AsiaPacific_advocacy

Speaking up and taking action to end violence against children

My name is Sreymey, 13 years old, and I'm of the child leaders in my community. 

Being the only child, my parents and I live a simple, harmonious life in Phnom Penh, Cambodia. Although my parents couldn't provide me with material things, their love, care, and respect are enough.  

Every day, I love to do some household chores like sweeping the floor and cooking rice. My mother taught me these basic chores because she wanted me to be responsible. Sometimes, I help my mom cook my favourite dish – cabbage soup with pork. In the afternoon, I love to read storybooks. In the evening, I help my dad prepare the meatballs for tomorrow. 

My mom, Sokha, 41, is a full-time housewife. She also works as a community volunteer, and she takes part in the savings group organised by World Vision. My father, Rasy, 43, sells mobile meatballs in the community to earn income. 

My family is not wealthy, but I consider myself lucky because my parents love me wholeheartedly. However, I feel bothered about the situation of some children in our community. 

Drug addiction to teens


I am aware of drug addiction cases in my village, and it saddens me because sometimes it involves younger children. 

When children are exposed to substances or drugs, it isn't good for their health and well-being. I'm worried that this will harm their brain that will affect their future. 

In the hub, I learned that addiction strains relationships within the family. Our teacher told us that if the addiction progresses, children become unpredictable and difficult to deal with, becoming erratic, frustrated, and angry. I witnessed this kind of behaviour from the siblings and cousins of my friends. 

I also know some stories of children who stopped their schooling because they went with their friends and tried taking drugs or harmful substances. I have raised this issue to our local authority regularly in hope they would do something about it. This is very alarming, and our local authorities are doing something to stop this problem.

Physical violence affects mental health
 

Other than drug addiction, I have seen how physical violence is also rampant in our village. I witness how parents will hit their children and use bad words when they feel mad. I never experienced this at home, and it bothers me to see children being hurt. All children should be safe, and this kind of violence has to stop. 

Hitting, cursing and harming children will make them afraid and scared. Some of my friends feel traumatised whenever they hear a loud noise, and they could be easily scared of anything. I'm lucky that my parents are very loving, I don't experience physical punishment yet, but it's painful to see children suffer.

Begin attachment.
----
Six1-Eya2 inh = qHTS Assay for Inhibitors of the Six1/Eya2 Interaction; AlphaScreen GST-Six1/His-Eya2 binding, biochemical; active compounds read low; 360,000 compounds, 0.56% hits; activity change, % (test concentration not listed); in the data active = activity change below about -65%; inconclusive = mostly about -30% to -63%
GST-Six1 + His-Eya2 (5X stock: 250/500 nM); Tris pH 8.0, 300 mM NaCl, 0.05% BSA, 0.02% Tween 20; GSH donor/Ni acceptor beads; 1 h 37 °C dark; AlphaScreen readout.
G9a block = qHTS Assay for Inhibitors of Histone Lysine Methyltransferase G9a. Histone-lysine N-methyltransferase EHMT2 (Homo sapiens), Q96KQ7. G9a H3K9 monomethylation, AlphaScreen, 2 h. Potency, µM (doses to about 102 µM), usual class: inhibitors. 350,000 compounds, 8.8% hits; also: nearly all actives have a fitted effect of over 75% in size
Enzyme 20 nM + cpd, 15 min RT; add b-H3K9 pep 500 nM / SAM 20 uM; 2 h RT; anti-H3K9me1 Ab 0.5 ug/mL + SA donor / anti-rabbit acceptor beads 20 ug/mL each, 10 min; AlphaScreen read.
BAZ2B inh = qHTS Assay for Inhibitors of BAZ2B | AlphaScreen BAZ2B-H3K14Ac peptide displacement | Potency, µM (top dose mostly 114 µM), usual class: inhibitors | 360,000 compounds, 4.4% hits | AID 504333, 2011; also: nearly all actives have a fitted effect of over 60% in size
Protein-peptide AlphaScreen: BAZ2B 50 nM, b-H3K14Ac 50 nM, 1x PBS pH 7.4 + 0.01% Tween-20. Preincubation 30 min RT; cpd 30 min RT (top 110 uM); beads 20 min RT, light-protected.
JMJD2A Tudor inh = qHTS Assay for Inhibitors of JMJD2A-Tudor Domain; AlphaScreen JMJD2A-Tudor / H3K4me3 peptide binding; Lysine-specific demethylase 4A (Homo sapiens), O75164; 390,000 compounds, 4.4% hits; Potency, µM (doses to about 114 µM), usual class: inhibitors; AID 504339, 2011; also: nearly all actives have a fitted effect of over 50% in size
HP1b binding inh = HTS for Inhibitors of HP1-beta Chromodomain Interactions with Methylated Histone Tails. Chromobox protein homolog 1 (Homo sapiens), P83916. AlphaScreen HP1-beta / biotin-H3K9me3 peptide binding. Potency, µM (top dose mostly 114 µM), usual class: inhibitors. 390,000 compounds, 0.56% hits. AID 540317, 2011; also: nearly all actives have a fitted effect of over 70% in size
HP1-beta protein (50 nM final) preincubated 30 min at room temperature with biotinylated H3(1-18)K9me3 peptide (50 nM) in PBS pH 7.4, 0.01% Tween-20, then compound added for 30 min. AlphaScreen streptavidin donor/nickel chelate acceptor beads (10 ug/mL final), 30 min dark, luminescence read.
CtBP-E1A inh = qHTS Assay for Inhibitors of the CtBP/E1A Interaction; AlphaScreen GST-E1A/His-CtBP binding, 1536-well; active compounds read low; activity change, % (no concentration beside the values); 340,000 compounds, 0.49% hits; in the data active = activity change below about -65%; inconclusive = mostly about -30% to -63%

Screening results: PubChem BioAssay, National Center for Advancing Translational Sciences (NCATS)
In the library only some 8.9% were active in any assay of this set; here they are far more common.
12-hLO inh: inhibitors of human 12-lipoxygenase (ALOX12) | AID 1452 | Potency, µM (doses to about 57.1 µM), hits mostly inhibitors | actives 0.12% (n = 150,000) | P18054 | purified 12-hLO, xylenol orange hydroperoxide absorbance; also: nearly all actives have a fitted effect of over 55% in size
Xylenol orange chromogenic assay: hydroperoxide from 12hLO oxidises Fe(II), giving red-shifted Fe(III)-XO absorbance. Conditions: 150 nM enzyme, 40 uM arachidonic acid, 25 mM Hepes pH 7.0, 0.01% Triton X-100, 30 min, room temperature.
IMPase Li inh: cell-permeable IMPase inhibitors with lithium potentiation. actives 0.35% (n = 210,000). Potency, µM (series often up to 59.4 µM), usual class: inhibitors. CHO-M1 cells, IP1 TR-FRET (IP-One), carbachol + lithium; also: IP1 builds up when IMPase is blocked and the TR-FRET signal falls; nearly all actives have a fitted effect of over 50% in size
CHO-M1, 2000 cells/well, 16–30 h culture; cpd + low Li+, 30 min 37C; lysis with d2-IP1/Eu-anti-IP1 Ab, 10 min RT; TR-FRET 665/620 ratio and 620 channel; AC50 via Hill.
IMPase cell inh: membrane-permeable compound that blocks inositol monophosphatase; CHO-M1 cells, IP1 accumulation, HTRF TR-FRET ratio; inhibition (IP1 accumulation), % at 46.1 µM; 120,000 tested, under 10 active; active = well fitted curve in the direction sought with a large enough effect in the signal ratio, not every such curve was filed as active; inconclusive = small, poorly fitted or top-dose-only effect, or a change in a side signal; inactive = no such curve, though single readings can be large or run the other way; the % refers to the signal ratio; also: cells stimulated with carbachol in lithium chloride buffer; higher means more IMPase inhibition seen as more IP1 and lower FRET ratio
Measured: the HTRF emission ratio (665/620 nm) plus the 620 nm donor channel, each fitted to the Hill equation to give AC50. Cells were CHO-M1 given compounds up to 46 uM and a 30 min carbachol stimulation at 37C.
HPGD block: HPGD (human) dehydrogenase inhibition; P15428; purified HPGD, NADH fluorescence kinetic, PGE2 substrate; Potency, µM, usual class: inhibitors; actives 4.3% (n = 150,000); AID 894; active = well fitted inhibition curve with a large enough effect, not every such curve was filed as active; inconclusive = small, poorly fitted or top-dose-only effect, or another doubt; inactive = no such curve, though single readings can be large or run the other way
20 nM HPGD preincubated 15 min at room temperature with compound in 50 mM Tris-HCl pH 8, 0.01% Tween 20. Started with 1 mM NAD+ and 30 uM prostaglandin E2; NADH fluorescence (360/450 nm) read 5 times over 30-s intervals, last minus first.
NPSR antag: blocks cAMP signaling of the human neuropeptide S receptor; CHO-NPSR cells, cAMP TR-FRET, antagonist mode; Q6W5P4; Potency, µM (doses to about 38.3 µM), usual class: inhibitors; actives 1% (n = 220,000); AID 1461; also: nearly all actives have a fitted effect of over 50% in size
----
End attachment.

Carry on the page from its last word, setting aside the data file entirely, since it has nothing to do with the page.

In my observation, if parents think of "discipline," many parents believe "punishment." Although punishments tell children what behaviour was wrong, they do not tell children why it was inappropriate or what to do instead. A common form of punishment that I see is spanking – and this is particularly harmful because it teaches the lesson that people can use physical force to get people to behave the way they want. I want our parents to know more about how violence can affect children's mental health.

Conversations in the hub 
 

With these issues happening in the community, I'm glad that we have the space to talk about these problems with parents and children. Every week, we gather at the World Vision hub to discuss children's issues and rights. We have a teacher or facilitator who guides us through this. Our teacher taught us about different types of violence. After learning, our teacher groups the children to discuss what we need to do to stop this violence. 

The hub allows us to play and to connect with other children, that's why I am aware that these issues are happening. 

Other than children, parents are also present in the hub. Our teacher is also teaching them about the child protection issues like physical violence and how to instil positive discipline towards their children. 

Parents will be most successful in disciplining their children if they have close and warm relationships with them. 

Suppose they use good words and be optimistic about telling the children what to do rather than hitting them. I see some changes when parents start to use good words with their children and perform positive discipline. I'm happy to see the changes.

Being the voice for the children
 

Even at a young age, I will continue to raise my voice to protect children in our community. 

Education is important because it will help me with my endeavours, and it will help me become a doctor. I want all children to have a dream to have something to achieve in the future. 

My favourite subject in school is literature. Right now, we can't go to school, so we're mostly studying online. When we were in school, I loved playing football with my friends – that's my favourite during break time. 

I wish to become a doctor soon so I can help children and people who are sick. 

I will continue to interact with the children and parents in the hub. And I hope my voice will reach beyond my community. I want other children from my country to take part and be the voice to protect other children.